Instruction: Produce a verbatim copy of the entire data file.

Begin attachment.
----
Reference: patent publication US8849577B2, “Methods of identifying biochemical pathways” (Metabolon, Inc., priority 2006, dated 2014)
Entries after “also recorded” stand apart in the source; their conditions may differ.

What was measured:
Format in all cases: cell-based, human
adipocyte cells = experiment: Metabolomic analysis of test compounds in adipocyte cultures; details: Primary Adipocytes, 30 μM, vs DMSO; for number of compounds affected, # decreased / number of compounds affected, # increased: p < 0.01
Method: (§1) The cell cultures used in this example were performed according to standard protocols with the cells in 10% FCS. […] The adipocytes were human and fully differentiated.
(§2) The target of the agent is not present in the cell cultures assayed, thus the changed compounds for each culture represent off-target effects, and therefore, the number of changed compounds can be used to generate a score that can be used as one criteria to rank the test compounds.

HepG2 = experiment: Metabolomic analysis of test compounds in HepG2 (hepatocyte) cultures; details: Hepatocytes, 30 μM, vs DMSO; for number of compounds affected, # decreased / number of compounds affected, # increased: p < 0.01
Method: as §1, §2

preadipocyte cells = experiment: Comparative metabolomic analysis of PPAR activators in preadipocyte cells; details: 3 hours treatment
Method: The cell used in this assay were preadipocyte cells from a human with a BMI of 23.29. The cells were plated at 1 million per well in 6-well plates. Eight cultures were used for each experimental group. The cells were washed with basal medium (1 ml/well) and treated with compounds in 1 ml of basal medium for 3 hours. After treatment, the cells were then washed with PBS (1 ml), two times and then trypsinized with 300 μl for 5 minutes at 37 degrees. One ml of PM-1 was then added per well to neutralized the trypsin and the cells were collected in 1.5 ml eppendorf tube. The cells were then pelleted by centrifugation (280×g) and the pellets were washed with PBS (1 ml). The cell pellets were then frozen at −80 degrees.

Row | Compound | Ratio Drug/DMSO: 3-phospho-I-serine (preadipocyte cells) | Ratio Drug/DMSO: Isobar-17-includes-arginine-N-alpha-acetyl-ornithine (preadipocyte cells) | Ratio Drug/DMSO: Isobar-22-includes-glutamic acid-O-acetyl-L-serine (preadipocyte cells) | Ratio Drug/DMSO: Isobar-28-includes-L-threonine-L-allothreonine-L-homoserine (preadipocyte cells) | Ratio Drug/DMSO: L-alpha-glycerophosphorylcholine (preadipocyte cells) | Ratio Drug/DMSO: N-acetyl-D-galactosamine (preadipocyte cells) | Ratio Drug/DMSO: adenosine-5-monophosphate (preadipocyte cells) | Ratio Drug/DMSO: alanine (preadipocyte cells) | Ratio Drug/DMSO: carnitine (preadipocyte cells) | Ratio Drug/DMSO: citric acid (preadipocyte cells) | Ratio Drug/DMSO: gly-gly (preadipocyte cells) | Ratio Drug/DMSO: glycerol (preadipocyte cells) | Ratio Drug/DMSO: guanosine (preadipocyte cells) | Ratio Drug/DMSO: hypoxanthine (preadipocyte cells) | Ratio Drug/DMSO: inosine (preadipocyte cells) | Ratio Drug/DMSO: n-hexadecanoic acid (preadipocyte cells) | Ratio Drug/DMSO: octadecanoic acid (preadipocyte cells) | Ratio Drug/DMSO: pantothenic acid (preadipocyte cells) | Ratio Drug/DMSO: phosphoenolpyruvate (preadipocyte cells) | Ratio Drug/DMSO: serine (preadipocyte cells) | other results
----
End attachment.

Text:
Reference: patent publication US8849577B2, “Methods of identifying biochemical pathways” (Metabolon, Inc., priority 2006, dated 2014)
Entries after “also recorded” stand apart in the source; their conditions may differ.

What was measured:
Format in all cases: cell-based, human
adipocyte cells = experiment: Metabolomic analysis of test compounds in adipocyte cultures; details: Primary Adipocytes, 30 μM, vs DMSO; for number of compounds affected, # decreased / number of compounds affected, # increased: p < 0.01
Method: (§1) The cell cultures used in this example were performed according to standard protocols with the cells in 10% FCS. […] The adipocytes were human and fully differentiated.
(§2) The target of the agent is not present in the cell cultures assayed, thus the changed compounds for each culture represent off-target effects, and therefore, the number of changed compounds can be used to generate a score that can be used as one criteria to rank the test compounds.

HepG2 = experiment: Metabolomic analysis of test compounds in HepG2 (hepatocyte) cultures; details: Hepatocytes, 30 μM, vs DMSO; for number of compounds affected, # decreased / number of compounds affected, # increased: p < 0.01
Method: as §1, §2

preadipocyte cells = experiment: Comparative metabolomic analysis of PPAR activators in preadipocyte cells; details: 3 hours treatment
Method: The cell used in this assay were preadipocyte cells from a human with a BMI of 23.29. The cells were plated at 1 million per well in 6-well plates. Eight cultures were used for each experimental group. The cells were washed with basal medium (1 ml/well) and treated with compounds in 1 ml of basal medium for 3 hours. After treatment, the cells were then washed with PBS (1 ml), two times and then trypsinized with 300 μl for 5 minutes at 37 degrees. One ml of PM-1 was then added per well to neutralized the trypsin and the cells were collected in 1.5 ml eppendorf tube. The cells were then pelleted by centrifugation (280×g) and the pellets were washed with PBS (1 ml). The cell pellets were then frozen at −80 degrees.

Row | Compound | Ratio Drug/DMSO: 3-phospho-I-serine (preadipocyte cells) | Ratio Drug/DMSO: Isobar-17-includes-arginine-N-alpha-acetyl-ornithine (preadipocyte cells) | Ratio Drug/DMSO: Isobar-22-includes-glutamic acid-O-acetyl-L-serine (preadipocyte cells) | Ratio Drug/DMSO: Isobar-28-includes-L-threonine-L-allothreonine-L-homoserine (preadipocyte cells) | Ratio Drug/DMSO: L-alpha-glycerophosphorylcholine (preadipocyte cells) | Ratio Drug/DMSO: N-acetyl-D-galactosamine (preadipocyte cells) | Ratio Drug/DMSO: adenosine-5-monophosphate (preadipocyte cells) | Ratio Drug/DMSO: alanine (preadipocyte cells) | Ratio Drug/DMSO: carnitine (preadipocyte cells) | Ratio Drug/DMSO: citric acid (preadipocyte cells) | Ratio Drug/DMSO: gly-gly (preadipocyte cells) | Ratio Drug/DMSO: glycerol (preadipocyte cells) | Ratio Drug/DMSO: guanosine (preadipocyte cells) | Ratio Drug/DMSO: hypoxanthine (preadipocyte cells) | Ratio Drug/DMSO: inosine (preadipocyte cells) | Ratio Drug/DMSO: n-hexadecanoic acid (preadipocyte cells) | Ratio Drug/DMSO: octadecanoic acid (preadipocyte cells) | Ratio Drug/DMSO: pantothenic acid (preadipocyte cells) | Ratio Drug/DMSO: phosphoenolpyruvate (preadipocyte cells) | Ratio Drug/DMSO: serine (preadipocyte cells) | other results